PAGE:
The Many Perceptions of Creativity (4)
In theme of the International day of Creativity and Innovation we created a four-part interview series about the different perceptions of creativity. Creativity has many definitions. In our last interview, our talented UI Designer Judith discusses creativity at work. She gives us some interesting views about the importance of getting yourself in a creative flow. Read the interview here and make sure to hit the ‘Like’ button and share the post if you’ve enjoyed this four-part series!
Judith — Designer
“Hey, Judith! Can you describe the concept ‘creativity’ in your own words?”
“What exactly is creativity? Some might say creating something original. To which I would like to argue that nothing is actually original, since everything had been done in a way or form before. I’d define ‘being creative/original’ at work as bringing together different possibilities of already existing creative elements. The trick is finding the right combination of existing creative solutions to solve a specific challenge. Technology is always evolving and people keep innovating on existing solutions.
Creativity, to me, comes down to logic. Everything you create comes from a certain mindset, emotion or behaviour. Just like the work you do, it’s converting energy into output. I make the most creative things when I experience a higher level of stress, a challenge I don’t have a clue about or when I have to deal with a tight deadline. The amount of creative work you bring to the table all depends on how you work best. If all the odds are in your favor, you can really bring yourself into the zone.
Although, when I’m creating something new I don’t know what I’m doing 80% of the time. I just let it happen, go with the flow and go from there. Of course, I do have a certain way of working to stay on track for the project. What I’m trying to say is that I don’t specifically know where my creativity comes from. You just try different things and most of the time this works for me. I get in the flow by trying to fully understand the problem of the customer. I do this by finding similar type of problems. I mean, they can’t be the only ones that have encountered this challenge. When you map out the pain points you generally already find solutions that others came up with. This doesn’t mean you’re not being creative, it just means that it isn’t logical to try and reinvent the wheel. I’m kind of a copycat designer in a way and I’m totally fine with that. It doesn’t make sense to come up with everything yourself. You can always mirror ideas and solutions that are out there and customise them to solve the problem of your customer. At the end of the project you’ll still end up with a creative solution, because you were creative by bringing together the right elements. My creative trademark as designer is that in all projects I try to put in a personal aspect; a funny name or logo for example. You’ve got to keep it fun, right?!”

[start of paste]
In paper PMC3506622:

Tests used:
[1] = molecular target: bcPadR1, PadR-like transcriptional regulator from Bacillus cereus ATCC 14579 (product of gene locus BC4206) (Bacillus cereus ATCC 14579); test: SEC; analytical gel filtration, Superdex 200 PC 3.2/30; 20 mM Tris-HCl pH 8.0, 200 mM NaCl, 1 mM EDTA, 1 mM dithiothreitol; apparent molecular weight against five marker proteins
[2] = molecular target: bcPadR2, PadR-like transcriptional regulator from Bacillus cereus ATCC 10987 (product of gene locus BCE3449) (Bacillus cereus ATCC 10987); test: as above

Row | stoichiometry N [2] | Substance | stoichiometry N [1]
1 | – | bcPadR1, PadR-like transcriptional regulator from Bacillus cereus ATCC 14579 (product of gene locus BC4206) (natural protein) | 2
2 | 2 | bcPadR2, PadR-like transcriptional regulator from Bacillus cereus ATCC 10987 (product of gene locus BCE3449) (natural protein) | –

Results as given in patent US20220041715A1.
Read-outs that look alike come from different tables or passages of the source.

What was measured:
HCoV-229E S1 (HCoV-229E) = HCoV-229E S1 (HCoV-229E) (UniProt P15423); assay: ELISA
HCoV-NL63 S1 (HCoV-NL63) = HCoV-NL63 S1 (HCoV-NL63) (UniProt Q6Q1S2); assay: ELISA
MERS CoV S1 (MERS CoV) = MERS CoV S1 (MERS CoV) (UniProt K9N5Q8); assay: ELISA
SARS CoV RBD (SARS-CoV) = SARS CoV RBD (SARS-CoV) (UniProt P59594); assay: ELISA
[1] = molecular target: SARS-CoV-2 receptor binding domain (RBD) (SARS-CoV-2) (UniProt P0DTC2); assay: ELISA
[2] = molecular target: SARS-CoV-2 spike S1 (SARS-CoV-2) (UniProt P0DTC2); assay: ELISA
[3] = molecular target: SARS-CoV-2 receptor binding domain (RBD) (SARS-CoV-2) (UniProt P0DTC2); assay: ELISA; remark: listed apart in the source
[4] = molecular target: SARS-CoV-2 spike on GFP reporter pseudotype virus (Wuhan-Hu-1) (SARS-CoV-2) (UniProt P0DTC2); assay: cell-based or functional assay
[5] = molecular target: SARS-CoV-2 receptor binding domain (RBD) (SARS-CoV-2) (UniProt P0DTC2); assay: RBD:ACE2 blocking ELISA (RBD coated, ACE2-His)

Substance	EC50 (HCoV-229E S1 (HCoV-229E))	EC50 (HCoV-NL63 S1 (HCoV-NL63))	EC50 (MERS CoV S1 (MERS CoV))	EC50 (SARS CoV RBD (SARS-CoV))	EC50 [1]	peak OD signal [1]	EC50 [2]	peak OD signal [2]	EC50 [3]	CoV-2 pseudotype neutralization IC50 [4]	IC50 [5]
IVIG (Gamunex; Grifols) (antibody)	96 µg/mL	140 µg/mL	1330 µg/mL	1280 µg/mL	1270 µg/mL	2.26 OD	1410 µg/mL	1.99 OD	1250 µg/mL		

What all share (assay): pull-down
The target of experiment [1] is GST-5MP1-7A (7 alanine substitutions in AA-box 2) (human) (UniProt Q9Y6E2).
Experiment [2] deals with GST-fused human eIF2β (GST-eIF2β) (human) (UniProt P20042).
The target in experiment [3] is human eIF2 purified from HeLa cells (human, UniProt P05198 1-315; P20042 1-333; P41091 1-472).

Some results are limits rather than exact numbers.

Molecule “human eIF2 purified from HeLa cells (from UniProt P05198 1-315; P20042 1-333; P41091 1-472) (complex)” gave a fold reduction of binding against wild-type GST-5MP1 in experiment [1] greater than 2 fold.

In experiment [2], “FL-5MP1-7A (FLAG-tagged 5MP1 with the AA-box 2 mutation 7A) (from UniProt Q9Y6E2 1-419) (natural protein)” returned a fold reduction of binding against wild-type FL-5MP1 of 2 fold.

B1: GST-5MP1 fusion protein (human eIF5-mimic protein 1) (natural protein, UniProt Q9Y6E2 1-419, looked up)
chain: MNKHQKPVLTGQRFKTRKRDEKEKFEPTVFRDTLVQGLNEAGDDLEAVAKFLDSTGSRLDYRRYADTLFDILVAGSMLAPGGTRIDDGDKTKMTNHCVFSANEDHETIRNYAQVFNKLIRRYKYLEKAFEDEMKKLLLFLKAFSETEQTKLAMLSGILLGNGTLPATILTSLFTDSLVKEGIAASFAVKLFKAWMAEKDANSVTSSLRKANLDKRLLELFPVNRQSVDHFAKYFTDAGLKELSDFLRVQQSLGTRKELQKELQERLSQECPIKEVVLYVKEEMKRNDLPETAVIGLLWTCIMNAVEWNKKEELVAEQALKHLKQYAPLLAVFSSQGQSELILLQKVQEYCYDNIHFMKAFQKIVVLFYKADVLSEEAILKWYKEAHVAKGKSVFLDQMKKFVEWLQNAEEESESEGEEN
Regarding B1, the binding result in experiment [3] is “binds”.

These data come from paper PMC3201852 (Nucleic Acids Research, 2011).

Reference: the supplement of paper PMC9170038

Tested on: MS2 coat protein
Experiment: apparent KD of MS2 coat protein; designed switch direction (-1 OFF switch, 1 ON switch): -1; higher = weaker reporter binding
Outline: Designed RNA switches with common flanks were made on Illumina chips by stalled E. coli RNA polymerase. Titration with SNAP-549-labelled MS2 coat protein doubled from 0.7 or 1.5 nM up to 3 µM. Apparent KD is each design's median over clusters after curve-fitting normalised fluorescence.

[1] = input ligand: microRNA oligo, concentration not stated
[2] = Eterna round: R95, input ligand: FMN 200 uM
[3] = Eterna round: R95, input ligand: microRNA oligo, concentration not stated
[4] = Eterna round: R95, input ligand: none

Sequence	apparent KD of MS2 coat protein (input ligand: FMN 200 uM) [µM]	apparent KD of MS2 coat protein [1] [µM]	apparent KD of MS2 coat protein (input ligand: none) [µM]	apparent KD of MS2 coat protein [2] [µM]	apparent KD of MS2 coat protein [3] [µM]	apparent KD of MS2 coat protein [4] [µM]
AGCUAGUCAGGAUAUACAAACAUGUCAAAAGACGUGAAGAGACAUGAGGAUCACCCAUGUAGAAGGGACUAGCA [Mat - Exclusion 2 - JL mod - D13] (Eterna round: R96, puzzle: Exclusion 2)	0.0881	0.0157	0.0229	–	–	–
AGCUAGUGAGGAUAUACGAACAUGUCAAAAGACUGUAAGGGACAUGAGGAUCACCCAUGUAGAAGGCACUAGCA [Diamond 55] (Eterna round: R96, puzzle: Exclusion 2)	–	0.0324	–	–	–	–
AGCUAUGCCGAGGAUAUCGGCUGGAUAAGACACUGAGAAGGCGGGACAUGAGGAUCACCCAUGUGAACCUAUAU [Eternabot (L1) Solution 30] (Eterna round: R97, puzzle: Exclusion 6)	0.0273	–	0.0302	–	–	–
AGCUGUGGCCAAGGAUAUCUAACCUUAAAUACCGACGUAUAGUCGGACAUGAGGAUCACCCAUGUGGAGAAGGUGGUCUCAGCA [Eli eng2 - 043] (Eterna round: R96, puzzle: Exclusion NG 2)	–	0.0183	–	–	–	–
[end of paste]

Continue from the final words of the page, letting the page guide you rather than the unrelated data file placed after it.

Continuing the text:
“What are the benefits of creativity?”
“Creativity is an important part of self-exploration. It brings us continuous growth. As you get more and more experienced in your work and find what works for you, you also learn how to better apply new insights. You learn new things about yourself when you keep doing things in a different way and when you keep challenging yourself to get out of your comfort zone. Although you get better at doing your work, perfection is an illusion. However, creativity definitely brings us as close as possible to the perfect solution, because you keep your eyes open to the possibilities.”
“So, how do you get creative?”
“I’m in my best flow when I’m completely in my own creative bubble. My ‘idea-bubble’ would be a comfortable room, alone, with lots of pets, comfortable clothes, all social media turned off and some really good music on. I know, I know, this is not really work space-friendly and I strongly believe you’re stronger together. This means that at times I have to get out of my own bubble and check with others that what I’m doing is still the way to go. Feedback and brainstorming with my colleagues often bring ideas to the next level. Then I put my headphones back on and get back to my bubble.”
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